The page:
It’s not really been a surprise. As expected, the penny has finally dropped. Actually, this process is not that new, obviously it is now only more noticed, too. Berlin’s mayor, Klaus Wowereit (SPD), said a few years ago “Berlin is poor, but sexy.” Meanwhile, we can see one record result after the other in terms of hotel stays, we have established fairs such as Bread & Butter, Fashionweek, IFA, etc. in Berlin as constants and more and more service companies with respective workplaces in Berlin. At the same time, however, workplaces in traditional industries are playing an insignificant role. But we are experiencing a very strong development in “new” industries from the field of future technologies and creative economy. This changed industrial landscape is especially marked by small and medium-sized businesses. Thus, the ORCO-GSG offers an attractive home for those companies in combination with various services on site. Not only a few tenants within the ORCO-GSG portfolio are global leaders in their niche and are virtually considered as “hidden champions”. High-qualified engineers are researching and developing products in our industrial complexes, which will later be found all over the world.
A lack of jobs and money in the local economy has long been blamed for keeping property prices low (compared with cities like Munich and Frankfurt). How has Berlin changed?
We should look at this question in a differentiated way: For the residential real estate market it is true that Berlin, being one of Germany’s poorest federal states with a high unemployment rate, surely cannot keep up with the rents and real estate prices in Munich or Hamburg. Here, however, other reasons play a role also and for sure we could discuss this question for quite a while.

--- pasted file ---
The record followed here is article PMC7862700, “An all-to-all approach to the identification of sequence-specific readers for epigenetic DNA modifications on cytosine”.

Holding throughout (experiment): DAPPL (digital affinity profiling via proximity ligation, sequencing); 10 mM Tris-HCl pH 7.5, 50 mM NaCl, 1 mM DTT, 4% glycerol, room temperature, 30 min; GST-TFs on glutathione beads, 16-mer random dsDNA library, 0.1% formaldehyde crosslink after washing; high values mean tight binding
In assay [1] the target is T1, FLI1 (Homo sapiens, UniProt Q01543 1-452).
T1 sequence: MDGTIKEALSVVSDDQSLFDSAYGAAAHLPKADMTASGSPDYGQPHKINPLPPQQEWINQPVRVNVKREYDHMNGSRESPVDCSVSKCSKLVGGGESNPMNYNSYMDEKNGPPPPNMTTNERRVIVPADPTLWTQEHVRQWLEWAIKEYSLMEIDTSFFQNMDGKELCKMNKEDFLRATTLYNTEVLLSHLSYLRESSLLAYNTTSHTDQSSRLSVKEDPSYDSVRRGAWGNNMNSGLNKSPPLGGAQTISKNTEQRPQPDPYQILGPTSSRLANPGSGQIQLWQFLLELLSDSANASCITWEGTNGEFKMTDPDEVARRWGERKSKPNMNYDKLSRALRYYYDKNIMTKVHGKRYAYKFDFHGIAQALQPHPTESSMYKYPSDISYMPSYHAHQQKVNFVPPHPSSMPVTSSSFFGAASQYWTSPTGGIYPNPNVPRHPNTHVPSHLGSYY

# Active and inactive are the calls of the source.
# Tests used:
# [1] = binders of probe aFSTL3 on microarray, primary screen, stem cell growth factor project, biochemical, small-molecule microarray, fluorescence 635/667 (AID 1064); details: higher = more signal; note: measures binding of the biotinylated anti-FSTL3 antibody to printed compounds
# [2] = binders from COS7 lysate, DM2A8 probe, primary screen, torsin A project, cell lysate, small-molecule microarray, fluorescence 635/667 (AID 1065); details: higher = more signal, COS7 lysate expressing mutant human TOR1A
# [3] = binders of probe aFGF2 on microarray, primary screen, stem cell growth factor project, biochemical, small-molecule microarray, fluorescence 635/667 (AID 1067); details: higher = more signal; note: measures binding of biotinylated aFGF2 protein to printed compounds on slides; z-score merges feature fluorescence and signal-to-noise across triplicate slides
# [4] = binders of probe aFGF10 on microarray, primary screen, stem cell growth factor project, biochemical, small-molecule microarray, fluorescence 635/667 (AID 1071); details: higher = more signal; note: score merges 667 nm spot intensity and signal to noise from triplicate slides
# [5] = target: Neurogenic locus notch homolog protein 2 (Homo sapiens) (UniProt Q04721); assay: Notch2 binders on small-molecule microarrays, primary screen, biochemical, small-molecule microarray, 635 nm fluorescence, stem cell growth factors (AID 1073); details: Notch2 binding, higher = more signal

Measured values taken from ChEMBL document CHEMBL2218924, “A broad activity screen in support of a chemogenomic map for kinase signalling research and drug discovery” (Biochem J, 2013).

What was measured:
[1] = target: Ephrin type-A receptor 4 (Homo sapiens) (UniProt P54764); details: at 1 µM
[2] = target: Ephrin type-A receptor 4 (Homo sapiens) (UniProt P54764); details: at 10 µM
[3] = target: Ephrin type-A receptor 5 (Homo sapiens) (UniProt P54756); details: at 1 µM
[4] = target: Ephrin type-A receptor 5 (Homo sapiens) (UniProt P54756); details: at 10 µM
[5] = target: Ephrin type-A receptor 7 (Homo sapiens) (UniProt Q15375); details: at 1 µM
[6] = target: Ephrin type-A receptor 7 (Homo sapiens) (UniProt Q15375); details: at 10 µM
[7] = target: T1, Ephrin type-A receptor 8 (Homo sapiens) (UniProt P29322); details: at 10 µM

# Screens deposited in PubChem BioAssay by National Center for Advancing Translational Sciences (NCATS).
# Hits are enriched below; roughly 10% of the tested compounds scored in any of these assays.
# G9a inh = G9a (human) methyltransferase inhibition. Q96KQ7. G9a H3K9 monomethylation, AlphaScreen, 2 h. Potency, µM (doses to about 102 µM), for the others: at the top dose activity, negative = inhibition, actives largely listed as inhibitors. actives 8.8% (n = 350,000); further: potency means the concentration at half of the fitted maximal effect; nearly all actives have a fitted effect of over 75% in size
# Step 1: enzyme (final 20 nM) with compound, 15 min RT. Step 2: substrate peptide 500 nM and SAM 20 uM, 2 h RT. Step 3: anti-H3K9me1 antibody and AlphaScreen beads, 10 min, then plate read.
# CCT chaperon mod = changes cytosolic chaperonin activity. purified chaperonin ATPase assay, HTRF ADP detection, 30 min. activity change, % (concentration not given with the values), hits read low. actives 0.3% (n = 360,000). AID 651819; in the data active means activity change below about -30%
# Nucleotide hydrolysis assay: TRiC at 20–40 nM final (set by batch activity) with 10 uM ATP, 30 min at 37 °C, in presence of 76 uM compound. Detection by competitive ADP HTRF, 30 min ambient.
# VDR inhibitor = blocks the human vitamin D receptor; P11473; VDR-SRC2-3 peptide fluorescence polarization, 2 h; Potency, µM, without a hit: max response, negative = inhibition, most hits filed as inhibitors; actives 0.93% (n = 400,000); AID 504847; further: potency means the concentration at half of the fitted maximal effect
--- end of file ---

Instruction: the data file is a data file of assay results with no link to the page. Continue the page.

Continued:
At the commercial real estate market we can see a different development. Meanwhile, Berlin ranges in the same rental price areas as other cities in Germany. And this has to be like that, as, in particular for large businesses, a harmonization of rental prices is perceivable all over Germany.
Both real estate markets, however, show that investors believe in the city’s potential – and they’re right! We’ve been noticing that for years through (rental) prices tending to increase and falling yields.
Berlin hit the international headlines last year with evictions from squats that had been occupied since re-unification. Are developers facing animosity, or are the changes being welcomed?
Times, in which the autonomous scene of Berlin occupied several houses over years, are gone. Altogether, this development has also provided more security for Delevopers and the “laissez-faire” attitude of the public authorities regarding occupied houses from the 1980s doesn’t exist any more. All in all, it should be clearly said that it is a common challenge for the state of Berlin and property owners and –developers, to satisfy the demand of the residential market. Here, it may not be developed without considering the market trends. The ORCO GSG will closely examine, how we can contribute to the further positive development of Berlin, as well with regard to commercial areas and also, perspectively, to residential areas.